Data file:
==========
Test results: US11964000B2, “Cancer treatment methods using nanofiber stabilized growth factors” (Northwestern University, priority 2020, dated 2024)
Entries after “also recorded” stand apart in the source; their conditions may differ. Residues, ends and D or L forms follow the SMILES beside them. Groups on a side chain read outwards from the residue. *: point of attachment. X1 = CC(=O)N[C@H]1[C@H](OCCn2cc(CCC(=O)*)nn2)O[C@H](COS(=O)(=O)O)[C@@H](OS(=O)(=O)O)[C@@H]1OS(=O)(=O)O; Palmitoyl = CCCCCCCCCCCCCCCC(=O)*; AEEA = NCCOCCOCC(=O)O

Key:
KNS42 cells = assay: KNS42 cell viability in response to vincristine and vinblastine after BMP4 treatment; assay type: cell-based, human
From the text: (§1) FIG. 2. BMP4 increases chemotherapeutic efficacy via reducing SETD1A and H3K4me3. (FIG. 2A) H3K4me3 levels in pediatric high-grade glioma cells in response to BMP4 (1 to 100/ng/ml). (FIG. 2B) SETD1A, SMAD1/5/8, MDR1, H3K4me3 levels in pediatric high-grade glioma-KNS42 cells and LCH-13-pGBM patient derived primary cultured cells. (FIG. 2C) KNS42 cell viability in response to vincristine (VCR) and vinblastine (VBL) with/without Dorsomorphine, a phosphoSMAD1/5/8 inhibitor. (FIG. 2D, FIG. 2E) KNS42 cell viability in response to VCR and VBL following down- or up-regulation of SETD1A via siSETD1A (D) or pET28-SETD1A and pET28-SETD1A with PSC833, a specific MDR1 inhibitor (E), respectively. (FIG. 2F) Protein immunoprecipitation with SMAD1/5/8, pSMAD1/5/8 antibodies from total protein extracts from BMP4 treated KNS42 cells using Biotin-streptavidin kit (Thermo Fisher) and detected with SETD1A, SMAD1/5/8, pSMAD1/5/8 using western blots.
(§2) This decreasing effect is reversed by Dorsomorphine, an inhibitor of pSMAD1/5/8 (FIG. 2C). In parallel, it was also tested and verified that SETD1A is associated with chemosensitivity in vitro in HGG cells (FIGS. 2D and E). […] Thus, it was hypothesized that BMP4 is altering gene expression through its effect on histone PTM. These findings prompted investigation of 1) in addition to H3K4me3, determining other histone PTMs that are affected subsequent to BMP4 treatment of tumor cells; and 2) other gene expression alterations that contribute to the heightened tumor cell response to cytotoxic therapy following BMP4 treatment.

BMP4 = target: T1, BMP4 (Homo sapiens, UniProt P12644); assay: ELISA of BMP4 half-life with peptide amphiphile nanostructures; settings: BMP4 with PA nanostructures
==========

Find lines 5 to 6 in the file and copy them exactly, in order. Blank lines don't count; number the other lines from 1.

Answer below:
From the text: (§1) FIG. 2. BMP4 increases chemotherapeutic efficacy via reducing SETD1A and H3K4me3. (FIG. 2A) H3K4me3 levels in pediatric high-grade glioma cells in response to BMP4 (1 to 100/ng/ml). (FIG. 2B) SETD1A, SMAD1/5/8, MDR1, H3K4me3 levels in pediatric high-grade glioma-KNS42 cells and LCH-13-pGBM patient derived primary cultured cells. (FIG. 2C) KNS42 cell viability in response to vincristine (VCR) and vinblastine (VBL) with/without Dorsomorphine, a phosphoSMAD1/5/8 inhibitor. (FIG. 2D, FIG. 2E) KNS42 cell viability in response to VCR and VBL following down- or up-regulation of SETD1A via siSETD1A (D) or pET28-SETD1A and pET28-SETD1A with PSC833, a specific MDR1 inhibitor (E), respectively. (FIG. 2F) Protein immunoprecipitation with SMAD1/5/8, pSMAD1/5/8 antibodies from total protein extracts from BMP4 treated KNS42 cells using Biotin-streptavidin kit (Thermo Fisher) and detected with SETD1A, SMAD1/5/8, pSMAD1/5/8 using western blots.
(§2) This decreasing effect is reversed by Dorsomorphine, an inhibitor of pSMAD1/5/8 (FIG. 2C). In parallel, it was also tested and verified that SETD1A is associated with chemosensitivity in vitro in HGG cells (FIGS. 2D and E). […] Thus, it was hypothesized that BMP4 is altering gene expression through its effect on histone PTM. These findings prompted investigation of 1) in addition to H3K4me3, determining other histone PTMs that are affected subsequent to BMP4 treatment of tumor cells; and 2) other gene expression alterations that contribute to the heightened tumor cell response to cytotoxic therapy following BMP4 treatment.